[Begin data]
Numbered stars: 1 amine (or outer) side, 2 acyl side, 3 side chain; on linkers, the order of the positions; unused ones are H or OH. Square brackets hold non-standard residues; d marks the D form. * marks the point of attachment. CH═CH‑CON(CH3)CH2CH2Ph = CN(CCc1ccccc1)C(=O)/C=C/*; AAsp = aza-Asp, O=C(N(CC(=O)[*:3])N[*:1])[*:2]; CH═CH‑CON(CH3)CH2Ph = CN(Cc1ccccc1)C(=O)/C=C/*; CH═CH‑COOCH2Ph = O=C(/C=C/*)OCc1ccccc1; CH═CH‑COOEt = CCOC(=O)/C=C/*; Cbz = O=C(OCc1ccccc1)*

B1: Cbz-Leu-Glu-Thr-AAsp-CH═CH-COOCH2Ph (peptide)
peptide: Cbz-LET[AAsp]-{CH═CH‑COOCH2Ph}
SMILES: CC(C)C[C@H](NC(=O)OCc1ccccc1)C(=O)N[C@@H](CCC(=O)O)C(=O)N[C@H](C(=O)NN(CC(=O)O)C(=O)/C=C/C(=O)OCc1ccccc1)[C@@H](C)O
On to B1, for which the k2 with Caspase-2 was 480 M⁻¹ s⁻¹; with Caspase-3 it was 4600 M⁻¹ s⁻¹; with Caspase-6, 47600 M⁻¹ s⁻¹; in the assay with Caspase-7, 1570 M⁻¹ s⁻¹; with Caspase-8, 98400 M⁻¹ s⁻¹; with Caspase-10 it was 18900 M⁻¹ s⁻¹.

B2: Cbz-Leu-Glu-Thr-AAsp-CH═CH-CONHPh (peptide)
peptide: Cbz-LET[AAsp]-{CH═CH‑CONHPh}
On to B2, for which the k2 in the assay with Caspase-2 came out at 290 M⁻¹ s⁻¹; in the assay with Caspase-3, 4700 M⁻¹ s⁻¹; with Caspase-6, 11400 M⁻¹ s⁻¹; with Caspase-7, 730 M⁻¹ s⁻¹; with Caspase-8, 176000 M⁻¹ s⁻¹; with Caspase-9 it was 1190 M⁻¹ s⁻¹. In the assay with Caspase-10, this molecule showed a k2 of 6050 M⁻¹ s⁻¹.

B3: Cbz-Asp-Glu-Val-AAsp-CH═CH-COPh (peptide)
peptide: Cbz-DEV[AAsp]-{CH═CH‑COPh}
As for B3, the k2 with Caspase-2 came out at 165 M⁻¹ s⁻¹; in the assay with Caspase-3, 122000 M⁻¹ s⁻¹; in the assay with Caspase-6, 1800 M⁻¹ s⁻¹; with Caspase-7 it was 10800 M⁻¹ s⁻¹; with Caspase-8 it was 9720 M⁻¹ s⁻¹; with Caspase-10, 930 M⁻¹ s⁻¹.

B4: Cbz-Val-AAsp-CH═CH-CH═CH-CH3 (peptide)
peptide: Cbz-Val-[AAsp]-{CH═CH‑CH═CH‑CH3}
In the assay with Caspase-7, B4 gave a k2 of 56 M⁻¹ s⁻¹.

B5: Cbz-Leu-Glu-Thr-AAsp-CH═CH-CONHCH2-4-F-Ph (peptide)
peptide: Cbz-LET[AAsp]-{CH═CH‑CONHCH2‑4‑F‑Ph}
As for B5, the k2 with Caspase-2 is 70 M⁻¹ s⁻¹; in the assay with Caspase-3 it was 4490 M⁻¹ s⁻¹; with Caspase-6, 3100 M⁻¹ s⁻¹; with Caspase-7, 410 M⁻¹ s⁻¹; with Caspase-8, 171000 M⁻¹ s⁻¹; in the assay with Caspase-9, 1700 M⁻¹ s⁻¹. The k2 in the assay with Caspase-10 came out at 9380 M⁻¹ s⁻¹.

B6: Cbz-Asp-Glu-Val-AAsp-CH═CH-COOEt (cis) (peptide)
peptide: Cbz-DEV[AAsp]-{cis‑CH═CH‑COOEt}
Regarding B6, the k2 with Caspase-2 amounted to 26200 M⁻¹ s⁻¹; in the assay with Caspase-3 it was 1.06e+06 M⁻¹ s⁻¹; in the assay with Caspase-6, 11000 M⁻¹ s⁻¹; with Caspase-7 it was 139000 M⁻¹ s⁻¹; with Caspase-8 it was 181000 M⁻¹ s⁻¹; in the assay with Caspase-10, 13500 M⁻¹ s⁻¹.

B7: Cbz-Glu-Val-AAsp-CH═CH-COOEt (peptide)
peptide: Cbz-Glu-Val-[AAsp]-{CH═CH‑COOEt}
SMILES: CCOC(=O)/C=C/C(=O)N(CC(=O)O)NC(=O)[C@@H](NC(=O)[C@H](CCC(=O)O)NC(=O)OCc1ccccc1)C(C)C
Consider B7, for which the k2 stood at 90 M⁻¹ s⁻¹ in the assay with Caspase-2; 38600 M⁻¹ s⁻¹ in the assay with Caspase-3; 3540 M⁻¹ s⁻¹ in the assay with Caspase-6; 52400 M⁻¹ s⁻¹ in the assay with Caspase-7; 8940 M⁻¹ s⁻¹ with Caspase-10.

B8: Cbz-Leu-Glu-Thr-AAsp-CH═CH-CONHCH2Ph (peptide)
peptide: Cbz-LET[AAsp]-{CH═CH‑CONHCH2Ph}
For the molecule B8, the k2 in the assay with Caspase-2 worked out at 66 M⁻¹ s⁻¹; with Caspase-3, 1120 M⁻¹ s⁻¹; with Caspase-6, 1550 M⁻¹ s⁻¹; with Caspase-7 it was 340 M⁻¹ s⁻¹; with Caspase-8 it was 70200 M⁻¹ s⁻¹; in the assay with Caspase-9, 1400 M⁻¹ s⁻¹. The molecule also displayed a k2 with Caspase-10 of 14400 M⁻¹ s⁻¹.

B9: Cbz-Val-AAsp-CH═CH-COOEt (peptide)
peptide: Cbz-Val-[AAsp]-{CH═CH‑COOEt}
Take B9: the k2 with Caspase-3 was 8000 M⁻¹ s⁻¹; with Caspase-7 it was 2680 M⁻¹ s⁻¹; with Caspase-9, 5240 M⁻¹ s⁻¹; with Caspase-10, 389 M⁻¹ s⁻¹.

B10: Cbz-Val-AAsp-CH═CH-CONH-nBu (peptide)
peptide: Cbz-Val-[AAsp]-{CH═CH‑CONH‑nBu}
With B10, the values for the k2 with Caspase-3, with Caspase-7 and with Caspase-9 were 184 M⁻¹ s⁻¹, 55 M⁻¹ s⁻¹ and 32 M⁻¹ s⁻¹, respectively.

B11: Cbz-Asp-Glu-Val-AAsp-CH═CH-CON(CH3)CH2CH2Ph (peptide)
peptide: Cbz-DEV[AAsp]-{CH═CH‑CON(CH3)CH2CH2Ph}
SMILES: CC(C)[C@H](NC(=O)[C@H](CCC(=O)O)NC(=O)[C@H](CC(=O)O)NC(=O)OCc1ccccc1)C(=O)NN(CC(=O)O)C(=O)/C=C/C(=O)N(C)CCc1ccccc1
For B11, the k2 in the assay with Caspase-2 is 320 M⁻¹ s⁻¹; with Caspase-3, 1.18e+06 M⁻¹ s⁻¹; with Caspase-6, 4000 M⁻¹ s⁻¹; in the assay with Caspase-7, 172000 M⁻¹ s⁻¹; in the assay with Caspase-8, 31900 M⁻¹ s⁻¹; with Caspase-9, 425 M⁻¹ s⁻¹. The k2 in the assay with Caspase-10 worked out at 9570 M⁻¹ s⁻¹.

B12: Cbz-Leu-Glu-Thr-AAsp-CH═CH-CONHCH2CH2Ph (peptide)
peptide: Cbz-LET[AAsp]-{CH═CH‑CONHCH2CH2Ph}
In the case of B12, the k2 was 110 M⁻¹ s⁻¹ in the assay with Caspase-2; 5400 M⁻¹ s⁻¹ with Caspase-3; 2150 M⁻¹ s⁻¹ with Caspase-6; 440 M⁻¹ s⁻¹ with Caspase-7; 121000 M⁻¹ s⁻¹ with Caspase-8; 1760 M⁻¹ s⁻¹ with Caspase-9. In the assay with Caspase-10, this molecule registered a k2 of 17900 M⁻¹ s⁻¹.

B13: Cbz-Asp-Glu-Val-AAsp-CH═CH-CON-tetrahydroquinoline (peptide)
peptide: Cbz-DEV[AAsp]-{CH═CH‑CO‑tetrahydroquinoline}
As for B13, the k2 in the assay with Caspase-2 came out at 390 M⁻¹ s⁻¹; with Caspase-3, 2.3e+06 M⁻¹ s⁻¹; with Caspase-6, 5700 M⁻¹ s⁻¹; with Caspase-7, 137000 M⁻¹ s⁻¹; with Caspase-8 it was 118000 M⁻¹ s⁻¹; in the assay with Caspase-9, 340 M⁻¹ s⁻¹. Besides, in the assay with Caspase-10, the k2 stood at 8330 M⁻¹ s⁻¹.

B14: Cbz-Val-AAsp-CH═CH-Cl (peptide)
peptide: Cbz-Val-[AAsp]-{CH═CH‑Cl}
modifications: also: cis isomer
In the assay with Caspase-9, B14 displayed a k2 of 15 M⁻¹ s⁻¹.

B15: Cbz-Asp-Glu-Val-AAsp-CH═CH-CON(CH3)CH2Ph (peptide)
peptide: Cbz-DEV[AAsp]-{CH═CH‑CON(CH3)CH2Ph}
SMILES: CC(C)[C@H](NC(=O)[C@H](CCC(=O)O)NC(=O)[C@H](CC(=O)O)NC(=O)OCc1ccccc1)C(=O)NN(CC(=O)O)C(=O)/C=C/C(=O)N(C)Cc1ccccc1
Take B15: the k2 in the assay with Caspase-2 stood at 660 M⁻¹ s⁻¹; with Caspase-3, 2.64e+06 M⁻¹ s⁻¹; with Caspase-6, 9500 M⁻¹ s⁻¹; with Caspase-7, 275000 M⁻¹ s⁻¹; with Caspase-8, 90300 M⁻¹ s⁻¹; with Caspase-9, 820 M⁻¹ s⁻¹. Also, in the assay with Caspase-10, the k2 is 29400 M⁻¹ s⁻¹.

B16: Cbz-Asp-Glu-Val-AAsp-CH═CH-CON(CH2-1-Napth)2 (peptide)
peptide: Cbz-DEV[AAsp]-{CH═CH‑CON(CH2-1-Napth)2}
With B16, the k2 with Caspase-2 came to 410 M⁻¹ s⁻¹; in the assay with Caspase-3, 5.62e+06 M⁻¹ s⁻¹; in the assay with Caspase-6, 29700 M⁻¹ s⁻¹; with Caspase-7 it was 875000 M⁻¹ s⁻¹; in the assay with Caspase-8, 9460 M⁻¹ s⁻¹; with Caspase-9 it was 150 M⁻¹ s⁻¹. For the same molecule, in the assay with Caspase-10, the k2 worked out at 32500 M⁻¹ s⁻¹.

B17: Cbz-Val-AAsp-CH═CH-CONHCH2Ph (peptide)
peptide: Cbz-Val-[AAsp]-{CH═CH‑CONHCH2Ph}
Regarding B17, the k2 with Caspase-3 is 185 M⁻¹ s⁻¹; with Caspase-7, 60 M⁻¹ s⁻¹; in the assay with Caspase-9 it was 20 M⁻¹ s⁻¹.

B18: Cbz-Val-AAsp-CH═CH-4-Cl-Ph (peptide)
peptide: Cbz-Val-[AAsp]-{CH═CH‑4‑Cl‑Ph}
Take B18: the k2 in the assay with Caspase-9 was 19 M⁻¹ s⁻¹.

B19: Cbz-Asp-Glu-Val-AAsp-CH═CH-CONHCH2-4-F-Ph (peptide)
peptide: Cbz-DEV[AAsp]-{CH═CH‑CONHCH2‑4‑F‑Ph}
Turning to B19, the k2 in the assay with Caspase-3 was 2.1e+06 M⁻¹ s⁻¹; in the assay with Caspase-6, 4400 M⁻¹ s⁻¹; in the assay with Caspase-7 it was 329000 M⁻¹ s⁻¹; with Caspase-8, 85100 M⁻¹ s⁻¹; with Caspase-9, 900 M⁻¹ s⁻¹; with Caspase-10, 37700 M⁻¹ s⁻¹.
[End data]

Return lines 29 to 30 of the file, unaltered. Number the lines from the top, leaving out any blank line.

peptide: Cbz-Val-[AAsp]-{CH═CH‑COOEt}
Take B9: the k2 with Caspase-3 was 8000 M⁻¹ s⁻¹; with Caspase-7 it was 2680 M⁻¹ s⁻¹; with Caspase-9, 5240 M⁻¹ s⁻¹; with Caspase-10, 389 M⁻¹ s⁻¹.